‘It’s not right’: Players want more from NHL against racism

Minnesota defenseman Matt Dumba, one of just a handful of minority players in the National Hockey League, talks about facing racist taunts in the new documentary "Black Ice."

For too long, Matt Dumba felt he was on his own dealing with racial taunts directed at him as a youngster growing up in Saskatchewan.

It was no different for Dumba as an adult, one of just a handful of minority players in the National Hockey League. Even in a circle of his fellow players, the Minnesota defenseman was alone in dropping to one knee on a global stage to silently protest systemic racism.

Some two years since that iconic moment as the league resumed the pandemic-delayed playoffs in Edmonton, Alberta, Dumba has gained some perspective to know he has, in fact, not been alone.

“I’m the first one to say our generation, everything with the phones, social media, it’s not an easy world to live in,” Dumba told The Associated Press during a recent interview before shifting his gaze to the past.

Minnesota Wild’s Matt Dumba (center) takes a knee during the national anthem flanked by Edmonton Oilers’ Darnell Nurse, right, and Chicago Blackhawks’ Malcolm Subban before an NHL hockey Stanley Cup playoff game in Edmonton, Alberta, Saturday, Aug. 1, 2020. (Jason Franson/The Canadian Press via AP)

“But back then, segregation and just how people of color were treated, it really gives you a different perspective on things, and just how much they did for us to even be in a position where we can make our impact felt in the present,” he added. “It’s all of us as a collective, everyone pulling on this rope to better the game.”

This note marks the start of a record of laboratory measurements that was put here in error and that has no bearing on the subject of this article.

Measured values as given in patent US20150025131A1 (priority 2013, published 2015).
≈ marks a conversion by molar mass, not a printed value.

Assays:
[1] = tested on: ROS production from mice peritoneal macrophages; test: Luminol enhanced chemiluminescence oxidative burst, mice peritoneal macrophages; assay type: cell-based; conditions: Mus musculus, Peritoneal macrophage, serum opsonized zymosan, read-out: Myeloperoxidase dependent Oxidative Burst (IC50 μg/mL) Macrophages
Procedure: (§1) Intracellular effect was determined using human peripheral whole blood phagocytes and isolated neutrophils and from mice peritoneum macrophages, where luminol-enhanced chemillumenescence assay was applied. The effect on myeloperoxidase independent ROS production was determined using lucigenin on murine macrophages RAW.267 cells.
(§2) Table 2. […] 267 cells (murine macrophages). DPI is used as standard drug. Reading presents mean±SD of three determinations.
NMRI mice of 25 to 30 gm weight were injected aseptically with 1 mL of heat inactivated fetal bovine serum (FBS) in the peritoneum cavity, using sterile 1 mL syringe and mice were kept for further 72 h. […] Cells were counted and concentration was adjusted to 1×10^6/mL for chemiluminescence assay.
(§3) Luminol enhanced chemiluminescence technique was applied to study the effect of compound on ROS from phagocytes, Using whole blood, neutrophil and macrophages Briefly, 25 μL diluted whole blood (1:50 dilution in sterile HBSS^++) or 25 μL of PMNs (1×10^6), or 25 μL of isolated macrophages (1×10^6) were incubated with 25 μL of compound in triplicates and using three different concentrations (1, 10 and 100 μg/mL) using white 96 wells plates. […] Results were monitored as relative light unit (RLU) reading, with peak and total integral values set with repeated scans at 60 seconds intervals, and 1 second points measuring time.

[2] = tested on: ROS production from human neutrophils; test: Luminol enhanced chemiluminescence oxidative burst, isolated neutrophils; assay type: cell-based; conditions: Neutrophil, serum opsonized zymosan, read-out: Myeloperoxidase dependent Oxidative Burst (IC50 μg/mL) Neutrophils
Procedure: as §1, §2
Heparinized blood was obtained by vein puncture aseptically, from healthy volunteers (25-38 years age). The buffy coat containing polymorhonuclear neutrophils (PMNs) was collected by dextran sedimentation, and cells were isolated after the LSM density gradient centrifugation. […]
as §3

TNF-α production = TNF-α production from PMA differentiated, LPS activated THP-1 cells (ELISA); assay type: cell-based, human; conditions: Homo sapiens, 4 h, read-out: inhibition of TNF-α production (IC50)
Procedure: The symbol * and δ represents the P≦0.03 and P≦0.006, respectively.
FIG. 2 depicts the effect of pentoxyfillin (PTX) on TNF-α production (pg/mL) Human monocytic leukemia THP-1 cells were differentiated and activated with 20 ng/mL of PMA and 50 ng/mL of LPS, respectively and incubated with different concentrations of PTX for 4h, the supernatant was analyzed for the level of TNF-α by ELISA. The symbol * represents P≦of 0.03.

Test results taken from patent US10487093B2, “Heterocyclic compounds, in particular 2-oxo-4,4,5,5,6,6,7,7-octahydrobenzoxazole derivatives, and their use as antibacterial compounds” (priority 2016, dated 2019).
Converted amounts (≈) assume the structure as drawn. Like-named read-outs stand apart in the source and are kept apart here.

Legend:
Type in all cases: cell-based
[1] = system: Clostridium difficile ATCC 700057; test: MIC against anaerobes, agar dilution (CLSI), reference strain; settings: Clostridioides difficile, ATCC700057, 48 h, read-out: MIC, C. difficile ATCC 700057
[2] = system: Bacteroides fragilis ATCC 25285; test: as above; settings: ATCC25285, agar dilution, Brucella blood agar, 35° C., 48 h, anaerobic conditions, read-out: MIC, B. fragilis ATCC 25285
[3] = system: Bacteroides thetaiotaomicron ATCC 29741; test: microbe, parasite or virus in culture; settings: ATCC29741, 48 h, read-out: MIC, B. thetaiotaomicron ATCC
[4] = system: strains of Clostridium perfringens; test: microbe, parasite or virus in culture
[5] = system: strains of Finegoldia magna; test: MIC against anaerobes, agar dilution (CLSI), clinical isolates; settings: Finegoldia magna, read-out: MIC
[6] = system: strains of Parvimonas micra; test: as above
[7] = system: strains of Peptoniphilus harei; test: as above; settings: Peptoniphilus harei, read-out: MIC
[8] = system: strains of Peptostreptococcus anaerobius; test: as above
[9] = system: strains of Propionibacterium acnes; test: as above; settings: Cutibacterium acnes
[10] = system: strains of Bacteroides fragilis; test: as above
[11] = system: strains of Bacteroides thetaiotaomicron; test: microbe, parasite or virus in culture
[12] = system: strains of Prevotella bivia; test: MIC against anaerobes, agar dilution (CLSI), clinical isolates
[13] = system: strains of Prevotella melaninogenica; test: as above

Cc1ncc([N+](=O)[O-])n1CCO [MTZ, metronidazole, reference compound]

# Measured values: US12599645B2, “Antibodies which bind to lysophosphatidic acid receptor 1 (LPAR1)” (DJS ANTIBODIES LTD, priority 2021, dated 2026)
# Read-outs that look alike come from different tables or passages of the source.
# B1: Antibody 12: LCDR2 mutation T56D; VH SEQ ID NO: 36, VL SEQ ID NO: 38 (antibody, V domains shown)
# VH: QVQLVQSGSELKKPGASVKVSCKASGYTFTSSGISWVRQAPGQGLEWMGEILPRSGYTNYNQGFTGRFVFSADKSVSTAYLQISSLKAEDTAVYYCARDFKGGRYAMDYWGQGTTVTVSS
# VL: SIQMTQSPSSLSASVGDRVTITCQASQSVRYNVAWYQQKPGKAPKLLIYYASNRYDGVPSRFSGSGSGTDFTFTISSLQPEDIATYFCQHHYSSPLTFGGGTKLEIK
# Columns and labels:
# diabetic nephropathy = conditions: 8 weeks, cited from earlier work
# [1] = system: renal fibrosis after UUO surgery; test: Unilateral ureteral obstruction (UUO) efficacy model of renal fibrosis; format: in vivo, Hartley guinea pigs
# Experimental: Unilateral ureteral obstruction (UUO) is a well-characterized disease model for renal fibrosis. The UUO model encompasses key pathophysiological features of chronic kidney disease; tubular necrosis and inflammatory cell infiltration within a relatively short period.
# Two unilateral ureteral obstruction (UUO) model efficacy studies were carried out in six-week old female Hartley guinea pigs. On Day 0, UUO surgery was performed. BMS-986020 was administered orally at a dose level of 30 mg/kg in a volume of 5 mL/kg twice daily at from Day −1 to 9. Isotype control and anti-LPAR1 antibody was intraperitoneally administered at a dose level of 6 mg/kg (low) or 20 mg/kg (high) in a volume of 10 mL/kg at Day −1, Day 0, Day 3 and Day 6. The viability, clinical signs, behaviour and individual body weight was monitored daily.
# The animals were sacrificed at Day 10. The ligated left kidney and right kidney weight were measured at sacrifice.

Dumba is referring to not only his peers, including members of the Hockey Diversity Alliance he helped establish in the wake of George Floyd’s death at the hands of Minneapolis police in 2020. The 28-year-old player with a Filipino mother and white father is also referring to those who endured many of the same taunts and confronted intolerance since hockey’s earliest days.

He came to this realization while taking part in the filming of the 90-minute documentary titled “Black Ice,” which is set to be released Friday.

The movie ties the past to the present by first highlighting the inroads made and struggles encountered by members of the Nova Scotia-based Coloured Hockey League. Established in the late 1800s and lasting until the 1930s, the league is credited for introducing the slap shot and allowing goalies to leave their feet to make saves but was nearly forgotten until being featured in a book of the same name that was published in 2004.

As for the present, the film documents first-hand experiences in revealing just how marred by hate hockey remains in affecting current players, from the NHL to 16-year-old goalie Mark Connors, the son of mixed-raced parents who faced racial slurs while competing in a tournament in Prince Edward Island in February.

For Dumba, the reality he and others have faced hit home when watching the late Herb Carnegie break down in tears during a television interview in response to Toronto Maple Leafs founder Conn Smythe reportedly saying he’d pay anyone $10,000 if they could turn Carnegie white in order to sign him.